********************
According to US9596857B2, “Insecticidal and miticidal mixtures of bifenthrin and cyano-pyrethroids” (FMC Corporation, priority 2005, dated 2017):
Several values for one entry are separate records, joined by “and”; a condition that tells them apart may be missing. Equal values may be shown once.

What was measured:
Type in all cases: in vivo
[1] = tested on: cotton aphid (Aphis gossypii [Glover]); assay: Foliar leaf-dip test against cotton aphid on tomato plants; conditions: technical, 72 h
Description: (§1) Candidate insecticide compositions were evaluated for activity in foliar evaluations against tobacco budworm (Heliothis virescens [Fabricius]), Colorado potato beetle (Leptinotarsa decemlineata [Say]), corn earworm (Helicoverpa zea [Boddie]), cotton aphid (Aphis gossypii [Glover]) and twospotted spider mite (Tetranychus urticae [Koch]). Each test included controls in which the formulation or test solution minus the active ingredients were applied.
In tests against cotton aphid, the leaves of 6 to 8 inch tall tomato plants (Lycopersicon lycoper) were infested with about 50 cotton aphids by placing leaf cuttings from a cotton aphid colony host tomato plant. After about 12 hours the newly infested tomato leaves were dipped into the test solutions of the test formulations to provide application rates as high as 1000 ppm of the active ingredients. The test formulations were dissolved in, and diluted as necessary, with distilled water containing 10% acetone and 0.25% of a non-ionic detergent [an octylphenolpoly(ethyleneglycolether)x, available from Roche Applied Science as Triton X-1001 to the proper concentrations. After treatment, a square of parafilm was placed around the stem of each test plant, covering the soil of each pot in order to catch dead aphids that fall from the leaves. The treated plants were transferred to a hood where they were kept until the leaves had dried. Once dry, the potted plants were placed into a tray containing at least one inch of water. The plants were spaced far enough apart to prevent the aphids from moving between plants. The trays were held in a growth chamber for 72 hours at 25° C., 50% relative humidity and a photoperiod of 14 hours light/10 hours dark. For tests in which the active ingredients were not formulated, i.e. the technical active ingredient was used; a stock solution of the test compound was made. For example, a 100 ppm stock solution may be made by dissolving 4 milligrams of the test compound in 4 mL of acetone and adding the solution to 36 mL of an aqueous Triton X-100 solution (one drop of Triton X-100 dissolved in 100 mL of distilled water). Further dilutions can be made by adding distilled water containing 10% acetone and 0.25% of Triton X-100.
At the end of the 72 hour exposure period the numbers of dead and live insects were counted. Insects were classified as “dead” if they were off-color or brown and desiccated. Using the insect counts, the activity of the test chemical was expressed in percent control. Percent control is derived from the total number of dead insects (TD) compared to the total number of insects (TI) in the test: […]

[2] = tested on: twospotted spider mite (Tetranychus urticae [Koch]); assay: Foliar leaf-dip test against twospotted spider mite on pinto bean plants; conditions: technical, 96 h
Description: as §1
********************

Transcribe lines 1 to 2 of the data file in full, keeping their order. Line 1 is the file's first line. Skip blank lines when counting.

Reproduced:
According to US9596857B2, “Insecticidal and miticidal mixtures of bifenthrin and cyano-pyrethroids” (FMC Corporation, priority 2005, dated 2017):
Several values for one entry are separate records, joined by “and”; a condition that tells them apart may be missing. Equal values may be shown once.